Considering the volume of the debate over the merits of Apple's (AAPL) iPhone 5 versus Samsung's Galaxy S III, Google (GOOG) — search engine king and Android maker — has been something of an afterthought. Even with a torrid run over the last few months, Google's stock still dramatically trails Apple's, YTD. With the hardware space seemingly spoken for and the Android operating system not a revenue generator, it seems Google is locked out of a market it helped create.
Not for long, says Dan Martino, a portfolio manager at T. Rowe Price. Martino thinks Google's acquisition of Motorola last year was about more than just the patent fight and the company may be ready to jump into the hardware space with a Google-branded phone.
"They want to move more aggressively into handsets and tablets," Martino says in the attached video. By Christmas of next year, Martino thinks Google will have a hardware product under the Motorola brand that the consumer will be excited about.
For Google shareholders, the first question is why, for the love of all that are flip-phones, would the company want to jump in the low-margin knife fight that is hardware manufacturing. Samsung makes money through massive scale and experience. Apple makes money through cheap production costs and the cash-flow monster that is iTunes and the rest of the ecosystem. Google has none of those things. What it does have is a dark history of failed or profitless initiatives designed to end its financial reliance on search.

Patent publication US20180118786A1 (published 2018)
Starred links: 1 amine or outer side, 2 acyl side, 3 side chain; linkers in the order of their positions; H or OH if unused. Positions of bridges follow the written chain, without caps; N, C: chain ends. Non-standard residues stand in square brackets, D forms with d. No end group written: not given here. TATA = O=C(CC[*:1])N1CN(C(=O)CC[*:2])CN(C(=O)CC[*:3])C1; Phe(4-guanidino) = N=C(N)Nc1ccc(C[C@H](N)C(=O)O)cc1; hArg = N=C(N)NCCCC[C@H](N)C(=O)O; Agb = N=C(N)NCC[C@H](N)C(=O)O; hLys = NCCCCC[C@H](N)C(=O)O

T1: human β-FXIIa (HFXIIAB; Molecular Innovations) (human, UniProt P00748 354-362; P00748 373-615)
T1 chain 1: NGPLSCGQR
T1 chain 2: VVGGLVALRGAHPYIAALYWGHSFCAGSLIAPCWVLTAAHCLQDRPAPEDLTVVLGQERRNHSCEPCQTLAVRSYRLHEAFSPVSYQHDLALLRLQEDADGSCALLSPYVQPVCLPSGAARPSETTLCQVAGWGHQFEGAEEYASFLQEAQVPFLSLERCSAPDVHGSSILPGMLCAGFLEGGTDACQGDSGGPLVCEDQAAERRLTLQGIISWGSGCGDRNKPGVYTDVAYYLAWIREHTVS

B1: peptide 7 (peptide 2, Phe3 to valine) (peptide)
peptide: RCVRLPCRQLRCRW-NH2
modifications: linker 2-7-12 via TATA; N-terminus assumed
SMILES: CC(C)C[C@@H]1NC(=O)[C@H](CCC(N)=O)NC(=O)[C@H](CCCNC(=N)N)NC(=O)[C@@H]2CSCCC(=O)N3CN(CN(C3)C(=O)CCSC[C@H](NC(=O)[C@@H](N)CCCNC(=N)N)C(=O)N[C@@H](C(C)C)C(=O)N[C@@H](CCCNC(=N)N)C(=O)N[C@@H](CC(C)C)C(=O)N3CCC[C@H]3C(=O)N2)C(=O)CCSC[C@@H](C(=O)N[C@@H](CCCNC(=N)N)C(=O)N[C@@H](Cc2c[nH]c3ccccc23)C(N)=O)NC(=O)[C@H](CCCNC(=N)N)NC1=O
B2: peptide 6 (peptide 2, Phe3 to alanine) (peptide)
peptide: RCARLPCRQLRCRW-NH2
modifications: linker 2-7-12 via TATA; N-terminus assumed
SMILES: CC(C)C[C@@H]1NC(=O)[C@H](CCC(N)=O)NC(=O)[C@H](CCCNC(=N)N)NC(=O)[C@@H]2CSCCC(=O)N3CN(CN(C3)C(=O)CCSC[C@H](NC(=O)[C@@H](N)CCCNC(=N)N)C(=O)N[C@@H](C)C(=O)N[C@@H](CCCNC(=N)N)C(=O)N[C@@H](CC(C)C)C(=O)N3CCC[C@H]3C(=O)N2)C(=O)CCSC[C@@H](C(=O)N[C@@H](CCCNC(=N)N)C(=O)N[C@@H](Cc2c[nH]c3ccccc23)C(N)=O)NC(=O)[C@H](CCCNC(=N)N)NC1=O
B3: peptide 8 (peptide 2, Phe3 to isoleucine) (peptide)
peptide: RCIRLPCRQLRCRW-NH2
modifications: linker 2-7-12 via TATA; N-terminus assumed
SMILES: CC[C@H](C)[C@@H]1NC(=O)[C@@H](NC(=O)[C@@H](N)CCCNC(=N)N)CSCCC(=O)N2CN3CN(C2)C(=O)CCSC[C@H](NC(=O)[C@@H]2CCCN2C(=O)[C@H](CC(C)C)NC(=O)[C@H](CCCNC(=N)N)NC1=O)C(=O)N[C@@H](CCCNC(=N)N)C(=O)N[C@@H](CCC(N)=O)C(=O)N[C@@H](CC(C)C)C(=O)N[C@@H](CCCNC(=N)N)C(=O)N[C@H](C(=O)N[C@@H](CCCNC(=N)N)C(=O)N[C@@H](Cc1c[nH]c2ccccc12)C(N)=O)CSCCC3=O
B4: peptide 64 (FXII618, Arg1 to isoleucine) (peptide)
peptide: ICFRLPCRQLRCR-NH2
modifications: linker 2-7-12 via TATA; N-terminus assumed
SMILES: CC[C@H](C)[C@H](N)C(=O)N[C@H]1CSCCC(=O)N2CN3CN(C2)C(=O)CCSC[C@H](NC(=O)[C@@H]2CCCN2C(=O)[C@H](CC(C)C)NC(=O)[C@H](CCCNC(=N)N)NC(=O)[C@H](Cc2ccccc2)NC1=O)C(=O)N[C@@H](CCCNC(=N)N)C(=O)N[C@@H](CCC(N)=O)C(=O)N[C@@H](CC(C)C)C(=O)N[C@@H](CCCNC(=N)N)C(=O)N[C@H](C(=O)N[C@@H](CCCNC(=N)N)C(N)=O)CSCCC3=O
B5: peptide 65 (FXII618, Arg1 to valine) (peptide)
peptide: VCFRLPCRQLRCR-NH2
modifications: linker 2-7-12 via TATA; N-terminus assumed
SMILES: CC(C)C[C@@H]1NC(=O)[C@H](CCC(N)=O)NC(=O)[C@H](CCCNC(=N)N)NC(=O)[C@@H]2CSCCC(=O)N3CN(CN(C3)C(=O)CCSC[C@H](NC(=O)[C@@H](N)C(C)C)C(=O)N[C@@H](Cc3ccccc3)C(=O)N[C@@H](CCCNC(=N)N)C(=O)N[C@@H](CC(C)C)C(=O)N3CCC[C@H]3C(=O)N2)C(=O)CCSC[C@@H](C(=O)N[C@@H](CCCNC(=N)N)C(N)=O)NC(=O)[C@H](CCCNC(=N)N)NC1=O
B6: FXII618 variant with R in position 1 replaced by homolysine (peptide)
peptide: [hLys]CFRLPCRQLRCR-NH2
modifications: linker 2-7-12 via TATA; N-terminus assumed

None of which even addresses the fact that Samsung is using Android software — and it's highly unlikely that Samsung will be happy about competing with the company making its operating system. Martino says a little relationship elegance on Google's end will keep Samsung from bolting. Whether Samsung likes it or not, he believes there are performance issues with the Galaxy S III that give Google enough of an opening to elbow its way into the handheld space.
Martino envisions a less buggy phone that is more tightly tied to the nascent Android ecosystem. Google has enormous amounts of cash, meaning they don't need to make much money on hardware, just enough to stay alive.
Microsoft (MSFT) has been spouting the same stuff for years. If Google can effectively pull off a move from software into hardware, it'll be a management trick for the ages. Judging by the price of Google's stock lately, Wall Street thinks they have a chance.